Pinterest Goes Down with Amazon Cloud Outage

Yesterday we told you how some of the sites that are hosted by Amazon’s cloud services went down due to “degraded performance for a small number of EBS volumes in a single Availability Zone”. At least that’s the reason Amazon is giving. All in all the reasons being offered are a little vague as to what actually happened to cause sites to go down, up, down and then up again. We do know that Amazon is denying a cyber-attack. What is also certain is that some major websites were taken down with the outage, including the Pinterest social media site.

The Effects Did Not Go Unnoticed

Pinterest has been named as the third-most-popular social media site on the Web. Yesterday, when the site went down, customers were left wondering exactly what was going on. The site would go down, come back up again (not functioning properly) and then go back down. Anyone trying to visit or use the site began to understand what it felt like to be a yo-yo. Up, down, up, down. Customers were becoming increasingly frustrated by the hour.

The good news is that while Amazon may have been elusive as to exactly what was causing the website outages, Pinterest remained transparent to their members throughout the experience. At one point the company tweeted “Hi Pinners, we are currently experiencing site issues and working hard to resolve this as soon as possible. Thanks for your patience!” While it doesn’t explain a lot, we really can’t blame them since the source of the problem – Amazon.com – wasn’t exactly providing anyone with a wealth of information. Today Pinterest updated members tweeting, “The site issues we were experiencing should be resolved and you can pin to your hearts content again. Thanks again for your understanding!”

What Exactly Happened?

Understanding exactly what happened isn’t an easy feat. Amazon didn’t tweet a single word about the website outages affected by their EC2 services. In fact, Amazon hasn’t given any specific reason for the downtime. What we do know is that they have lost customers due to the issue. While Pinterest itself hasn’t stated that they will be switching services, other sites, like WhatsYourPrice.com, have stated that they will be leaving Amazon behind to look for other providers.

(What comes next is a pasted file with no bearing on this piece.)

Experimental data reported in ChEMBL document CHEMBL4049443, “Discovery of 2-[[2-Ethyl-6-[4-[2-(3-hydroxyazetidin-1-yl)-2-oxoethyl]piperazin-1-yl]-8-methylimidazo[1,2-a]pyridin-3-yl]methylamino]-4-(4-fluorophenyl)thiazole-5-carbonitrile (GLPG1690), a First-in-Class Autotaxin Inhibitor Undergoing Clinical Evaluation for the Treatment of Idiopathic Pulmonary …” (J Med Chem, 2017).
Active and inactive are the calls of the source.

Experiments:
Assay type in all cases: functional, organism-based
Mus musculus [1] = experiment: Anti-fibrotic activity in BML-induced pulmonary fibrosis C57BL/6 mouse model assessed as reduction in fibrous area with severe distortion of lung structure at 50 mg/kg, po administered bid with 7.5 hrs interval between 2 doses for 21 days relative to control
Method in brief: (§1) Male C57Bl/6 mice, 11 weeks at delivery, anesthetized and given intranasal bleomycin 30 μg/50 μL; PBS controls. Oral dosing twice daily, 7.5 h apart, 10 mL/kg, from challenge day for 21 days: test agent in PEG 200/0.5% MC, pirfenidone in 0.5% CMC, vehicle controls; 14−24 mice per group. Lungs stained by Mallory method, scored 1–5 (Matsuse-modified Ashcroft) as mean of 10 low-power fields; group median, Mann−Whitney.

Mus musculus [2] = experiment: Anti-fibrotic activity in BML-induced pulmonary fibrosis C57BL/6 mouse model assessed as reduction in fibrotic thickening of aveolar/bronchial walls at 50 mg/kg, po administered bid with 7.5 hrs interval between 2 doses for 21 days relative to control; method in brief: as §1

How Can You Prevent Losing Customers?

If a site like Amazon causes widespread website outages twice in approximately one month’s time, it’s not a surprise that some customers are going to start looking for alternative providers. The true problem, however, isn’t in the downtime. What customers seem to be most frustrated with is Amazon’s refusal to be transparent and discuss the reasons behind the outages. Vague answers that don’t actually address the root of the problem just aren’t good enough. If you want to prevent customer loss, let Pinterest.com be an example. While they themselves didn’t completely understand the reason for the outage, they did what they could to get things back up and running and kept their audience in the loop. Twitter is an amazing thing. Pinterest used it. Perhaps Amazon should have used it as well.